WASHINGTON — Many poultry consumers are getting an unhealthy dose of sodium with their bird these days, the result of injections of saltwater during processing that many shoppers don't realize have become common practice, according to consumer advocates and California chicken growers.
Two organizations, one for growers and one for consumer advocates, joined with Sen. Barbara Boxer, D-Calif., in calling on the Agriculture Department on Wednesday to shed more light on the injections, known as plumping or enhancing, by preventing processors from labeling such chicken as "100 percent all natural."
Americans eat more than 20 billion pounds of poultry a year. In just the last few years, the percentage of chicken in grocery stores that has undergone the injections has risen from 16 percent to more than 30 percent, according to the California Poultry Federation.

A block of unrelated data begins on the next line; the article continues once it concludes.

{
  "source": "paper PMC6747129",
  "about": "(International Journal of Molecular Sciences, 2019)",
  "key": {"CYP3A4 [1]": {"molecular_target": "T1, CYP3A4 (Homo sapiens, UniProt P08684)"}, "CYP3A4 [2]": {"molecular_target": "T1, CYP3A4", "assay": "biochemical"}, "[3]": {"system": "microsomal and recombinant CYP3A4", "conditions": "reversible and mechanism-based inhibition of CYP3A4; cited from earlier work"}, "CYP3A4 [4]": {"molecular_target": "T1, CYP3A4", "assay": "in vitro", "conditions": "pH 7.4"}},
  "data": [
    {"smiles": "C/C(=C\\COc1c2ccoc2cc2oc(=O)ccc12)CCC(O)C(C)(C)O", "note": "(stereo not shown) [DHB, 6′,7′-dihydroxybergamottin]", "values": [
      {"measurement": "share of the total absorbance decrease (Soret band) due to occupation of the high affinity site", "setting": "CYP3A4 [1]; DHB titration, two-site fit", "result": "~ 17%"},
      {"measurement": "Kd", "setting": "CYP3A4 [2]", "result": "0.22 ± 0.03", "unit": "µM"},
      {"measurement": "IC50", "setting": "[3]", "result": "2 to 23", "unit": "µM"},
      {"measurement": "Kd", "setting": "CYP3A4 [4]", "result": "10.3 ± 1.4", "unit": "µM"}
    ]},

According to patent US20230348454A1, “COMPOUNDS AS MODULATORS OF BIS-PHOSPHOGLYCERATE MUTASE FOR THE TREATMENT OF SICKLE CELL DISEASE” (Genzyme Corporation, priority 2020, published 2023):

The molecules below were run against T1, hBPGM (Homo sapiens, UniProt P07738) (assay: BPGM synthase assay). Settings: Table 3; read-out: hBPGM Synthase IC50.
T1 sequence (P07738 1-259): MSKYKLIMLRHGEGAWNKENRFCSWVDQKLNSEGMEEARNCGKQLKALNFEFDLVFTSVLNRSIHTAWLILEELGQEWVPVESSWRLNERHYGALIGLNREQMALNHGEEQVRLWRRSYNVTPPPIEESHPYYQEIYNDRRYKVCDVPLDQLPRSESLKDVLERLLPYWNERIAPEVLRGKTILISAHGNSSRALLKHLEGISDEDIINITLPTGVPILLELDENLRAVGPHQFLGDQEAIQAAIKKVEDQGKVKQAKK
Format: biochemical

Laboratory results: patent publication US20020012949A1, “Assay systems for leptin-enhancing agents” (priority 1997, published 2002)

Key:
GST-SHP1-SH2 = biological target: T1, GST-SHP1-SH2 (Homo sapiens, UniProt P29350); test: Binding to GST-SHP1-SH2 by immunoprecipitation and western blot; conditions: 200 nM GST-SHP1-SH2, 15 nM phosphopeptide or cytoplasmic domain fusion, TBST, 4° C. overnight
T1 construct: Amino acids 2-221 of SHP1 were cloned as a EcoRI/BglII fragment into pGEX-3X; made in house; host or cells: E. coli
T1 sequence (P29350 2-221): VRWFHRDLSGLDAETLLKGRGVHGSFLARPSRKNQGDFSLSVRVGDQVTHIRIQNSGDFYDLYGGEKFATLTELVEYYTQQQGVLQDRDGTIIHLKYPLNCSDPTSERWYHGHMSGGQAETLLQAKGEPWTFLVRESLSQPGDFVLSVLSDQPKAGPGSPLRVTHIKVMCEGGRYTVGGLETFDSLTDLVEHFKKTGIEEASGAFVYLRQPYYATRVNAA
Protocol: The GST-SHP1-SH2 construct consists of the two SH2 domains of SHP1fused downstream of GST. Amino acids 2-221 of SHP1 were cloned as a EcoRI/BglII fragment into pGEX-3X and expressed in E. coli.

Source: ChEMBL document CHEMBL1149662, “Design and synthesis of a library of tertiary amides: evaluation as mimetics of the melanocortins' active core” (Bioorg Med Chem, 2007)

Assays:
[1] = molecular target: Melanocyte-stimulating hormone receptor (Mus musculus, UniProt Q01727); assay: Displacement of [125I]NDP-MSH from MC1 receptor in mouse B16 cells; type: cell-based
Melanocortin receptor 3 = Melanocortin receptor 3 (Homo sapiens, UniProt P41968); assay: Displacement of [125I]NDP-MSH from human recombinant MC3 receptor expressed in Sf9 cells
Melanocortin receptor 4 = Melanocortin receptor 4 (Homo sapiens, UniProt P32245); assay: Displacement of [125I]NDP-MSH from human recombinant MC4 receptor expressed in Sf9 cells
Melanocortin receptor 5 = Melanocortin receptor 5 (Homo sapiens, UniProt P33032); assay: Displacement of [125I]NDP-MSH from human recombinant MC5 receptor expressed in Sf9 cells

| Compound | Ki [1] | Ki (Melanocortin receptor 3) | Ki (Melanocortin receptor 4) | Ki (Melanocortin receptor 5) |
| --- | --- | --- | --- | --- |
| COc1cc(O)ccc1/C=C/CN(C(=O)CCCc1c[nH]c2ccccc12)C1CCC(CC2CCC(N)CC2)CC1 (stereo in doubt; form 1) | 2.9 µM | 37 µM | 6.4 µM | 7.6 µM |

Critics said the injections cheat consumers on two fronts: their health and their pocketbooks. They take in more sodium than what health experts recommend, and they pay for it because the injections add weight to the product — up to 15 percent more. They're not asking for a ban of the practice, but for more forthright labeling guidelines.
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Boxer said the extra weight amounts to about $2 billion in higher costs because consumers pay by the pound for most chicken products.
"In these difficult times, our families should not have to pay $2 billion for saltwater that they don't know about, they don't want and they certainly don't need," Boxer said.
A serving of chicken typically has 70 milligrams of sodium, but a serving of the injected chicken can contain about 370 milligrams.